This is indigenous wisdom, this imperative to connect, with plants and animals, with rocks and soil and the air we breath, with water and fire. When I ignore Stella, when I'm too wrapped up in my disconnection to heed her, she persists. My disconnection stories try to conclude that she is simply being a pest, that she is bored, that she is trying to take something from me, but that's a false narrative. The real story, the story of connection, is that like the rest of nature, she is offering me a gift. She is offering me medicine. Humans, despite our self-aggrandizing narratives are emphatically not the center of creation, we are not the apex. Stella sees that we are in peril, playing on the ledge of disconnection, and she's there to pull us back before we plummet to our certain demise. 

I'm not writing in metaphors here. These are lessons I've learned from Stella, pine trees, and the rest of the natural world. This is the real education. It is connection, not data, not information, not a lesson plan or curriculum. Our disconnection makes us forget. It makes us, frankly, stupid. Connection is the only way that learning ever happens. In our hubris, we've forgotten how to learn from nature, replacing it with the pathetic story of direct instruction, as if our language alone can contain knowledge, that we can somehow measure it with numbers, that bigger, stronger, older people get to tell the smaller, weaker, younger people what to do and what to know. Nature knows what we've forgotten, that all knowledge, all wisdom, all learning, comes through connection. That is how the wild strawberries and pine trees teach us.

When we walk our neighborhood, Stella dives into it with all of her senses, following trails of scent I can't smell and reacting to sounds I can't hear, connecting, fully, and according to her curiosity. Connecting, connecting, connecting. It's what I see the free children do as well, those younger humans who've not yet learned our ugly stories about disconnection and division. They heed the call of Mother Earth: embrace and be embraced.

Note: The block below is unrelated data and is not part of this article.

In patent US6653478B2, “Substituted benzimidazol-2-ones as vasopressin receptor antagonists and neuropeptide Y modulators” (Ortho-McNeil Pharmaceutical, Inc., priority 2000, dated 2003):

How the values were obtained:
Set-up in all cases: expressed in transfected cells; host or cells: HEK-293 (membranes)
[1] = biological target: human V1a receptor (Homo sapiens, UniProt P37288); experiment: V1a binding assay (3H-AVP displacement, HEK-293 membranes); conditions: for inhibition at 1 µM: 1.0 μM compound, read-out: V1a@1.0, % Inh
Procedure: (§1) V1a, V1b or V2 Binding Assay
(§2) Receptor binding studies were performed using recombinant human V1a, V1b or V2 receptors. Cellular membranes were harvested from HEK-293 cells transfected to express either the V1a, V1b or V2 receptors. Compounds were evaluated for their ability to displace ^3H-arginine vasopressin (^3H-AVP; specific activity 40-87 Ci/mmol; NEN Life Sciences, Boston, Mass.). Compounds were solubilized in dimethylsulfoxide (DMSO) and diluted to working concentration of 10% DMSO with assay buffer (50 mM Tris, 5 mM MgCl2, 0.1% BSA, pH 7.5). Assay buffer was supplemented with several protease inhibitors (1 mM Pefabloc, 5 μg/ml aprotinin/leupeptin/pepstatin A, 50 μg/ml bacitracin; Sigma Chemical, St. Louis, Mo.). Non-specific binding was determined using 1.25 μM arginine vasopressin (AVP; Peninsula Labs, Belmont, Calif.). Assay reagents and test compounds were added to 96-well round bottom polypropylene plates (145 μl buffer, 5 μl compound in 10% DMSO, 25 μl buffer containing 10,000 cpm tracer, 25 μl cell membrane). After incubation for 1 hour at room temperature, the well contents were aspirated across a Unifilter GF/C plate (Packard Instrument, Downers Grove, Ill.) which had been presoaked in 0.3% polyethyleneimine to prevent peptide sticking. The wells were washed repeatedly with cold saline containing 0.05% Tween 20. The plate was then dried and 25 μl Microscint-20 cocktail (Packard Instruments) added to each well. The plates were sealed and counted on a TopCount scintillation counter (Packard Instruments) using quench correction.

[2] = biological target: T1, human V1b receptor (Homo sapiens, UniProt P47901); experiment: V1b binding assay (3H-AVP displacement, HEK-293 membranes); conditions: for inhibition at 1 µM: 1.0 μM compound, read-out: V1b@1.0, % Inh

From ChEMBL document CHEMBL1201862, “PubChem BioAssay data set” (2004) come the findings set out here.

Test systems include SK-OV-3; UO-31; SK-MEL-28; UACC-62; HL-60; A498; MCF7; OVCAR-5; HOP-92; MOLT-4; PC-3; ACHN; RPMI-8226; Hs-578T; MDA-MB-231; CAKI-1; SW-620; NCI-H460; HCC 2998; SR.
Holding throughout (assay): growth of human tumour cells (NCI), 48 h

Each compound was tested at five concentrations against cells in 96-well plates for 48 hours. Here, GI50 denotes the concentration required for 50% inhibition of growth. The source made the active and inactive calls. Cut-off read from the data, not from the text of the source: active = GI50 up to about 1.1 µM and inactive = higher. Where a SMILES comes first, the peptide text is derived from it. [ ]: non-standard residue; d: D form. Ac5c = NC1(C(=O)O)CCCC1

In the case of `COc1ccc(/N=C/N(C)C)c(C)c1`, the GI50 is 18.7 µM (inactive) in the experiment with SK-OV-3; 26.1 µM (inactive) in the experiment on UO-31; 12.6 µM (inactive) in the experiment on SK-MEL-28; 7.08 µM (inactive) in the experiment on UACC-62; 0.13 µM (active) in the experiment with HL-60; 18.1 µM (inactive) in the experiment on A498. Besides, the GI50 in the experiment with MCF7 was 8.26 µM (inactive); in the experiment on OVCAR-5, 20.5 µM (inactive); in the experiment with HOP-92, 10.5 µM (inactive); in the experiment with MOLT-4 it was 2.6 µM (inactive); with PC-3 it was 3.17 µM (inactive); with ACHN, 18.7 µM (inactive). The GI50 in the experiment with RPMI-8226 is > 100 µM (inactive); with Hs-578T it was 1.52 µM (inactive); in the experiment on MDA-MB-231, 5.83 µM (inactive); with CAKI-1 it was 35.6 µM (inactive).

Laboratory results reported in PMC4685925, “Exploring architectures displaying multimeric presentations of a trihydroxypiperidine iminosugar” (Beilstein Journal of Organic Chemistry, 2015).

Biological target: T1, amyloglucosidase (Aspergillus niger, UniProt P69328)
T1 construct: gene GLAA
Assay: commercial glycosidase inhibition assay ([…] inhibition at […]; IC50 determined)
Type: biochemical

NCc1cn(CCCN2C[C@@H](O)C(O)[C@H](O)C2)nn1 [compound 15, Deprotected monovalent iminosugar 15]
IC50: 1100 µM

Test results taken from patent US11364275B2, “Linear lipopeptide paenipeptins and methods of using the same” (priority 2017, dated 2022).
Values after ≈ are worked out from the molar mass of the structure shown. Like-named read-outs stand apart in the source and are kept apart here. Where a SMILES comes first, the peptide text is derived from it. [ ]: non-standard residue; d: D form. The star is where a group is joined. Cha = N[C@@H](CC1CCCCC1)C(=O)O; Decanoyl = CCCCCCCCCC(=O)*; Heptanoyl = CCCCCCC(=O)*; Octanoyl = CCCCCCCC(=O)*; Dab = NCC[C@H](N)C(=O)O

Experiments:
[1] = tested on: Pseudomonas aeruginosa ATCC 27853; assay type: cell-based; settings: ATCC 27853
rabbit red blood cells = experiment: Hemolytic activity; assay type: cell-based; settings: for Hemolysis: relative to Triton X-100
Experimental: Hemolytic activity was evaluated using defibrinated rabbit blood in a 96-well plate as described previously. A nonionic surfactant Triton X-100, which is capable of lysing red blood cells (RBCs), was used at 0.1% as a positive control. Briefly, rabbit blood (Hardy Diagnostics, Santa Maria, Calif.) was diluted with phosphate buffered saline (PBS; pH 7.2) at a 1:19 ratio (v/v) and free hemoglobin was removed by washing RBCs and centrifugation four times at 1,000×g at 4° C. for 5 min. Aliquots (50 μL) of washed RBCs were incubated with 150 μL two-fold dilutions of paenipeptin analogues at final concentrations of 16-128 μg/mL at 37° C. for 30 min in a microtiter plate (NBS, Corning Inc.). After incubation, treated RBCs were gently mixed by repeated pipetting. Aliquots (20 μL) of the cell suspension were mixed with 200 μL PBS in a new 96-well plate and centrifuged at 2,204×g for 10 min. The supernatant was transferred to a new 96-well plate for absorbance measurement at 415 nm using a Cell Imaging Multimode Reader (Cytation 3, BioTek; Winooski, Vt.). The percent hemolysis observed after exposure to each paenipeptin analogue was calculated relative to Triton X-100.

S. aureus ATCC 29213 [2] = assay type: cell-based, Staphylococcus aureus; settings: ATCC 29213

Dr. Laura Markham said to us at the summit, "Humanity's engaged this big experiment where we remember we're all connected." It's a statement of persistent optimism, one that for me echoes that of Mother Nature. When we finally remember, we will find that the wild strawberries are right, that the pine trees are right, that Stella is right. 

******

The live portion of Teacher Tom's Play Summit is over, but it's still not too late to join Laura Markham, Lisa Murphy, Akilah Richards, Maggie Dent, Raffi, Suzanne Axelsson, Peter Gray and the rest of us. What if the whole world understood the power of trusting children with the freedom to play, to explore their world, to ask and answer their own questions? What if everyone respected their right to learn in their own way, on their own time? What if we remembered that children must have their childhoods and that means playing, and lots of it? Every one of these people are professionals who have placed children first. You will walk away from this event transformed, informed, challenged, and inspired to create a world that respects children and sets them free to learn and grow. Together we can, as presenter Raffi sings, "Turn this world around!" To learn more and to purchase your pass, click here.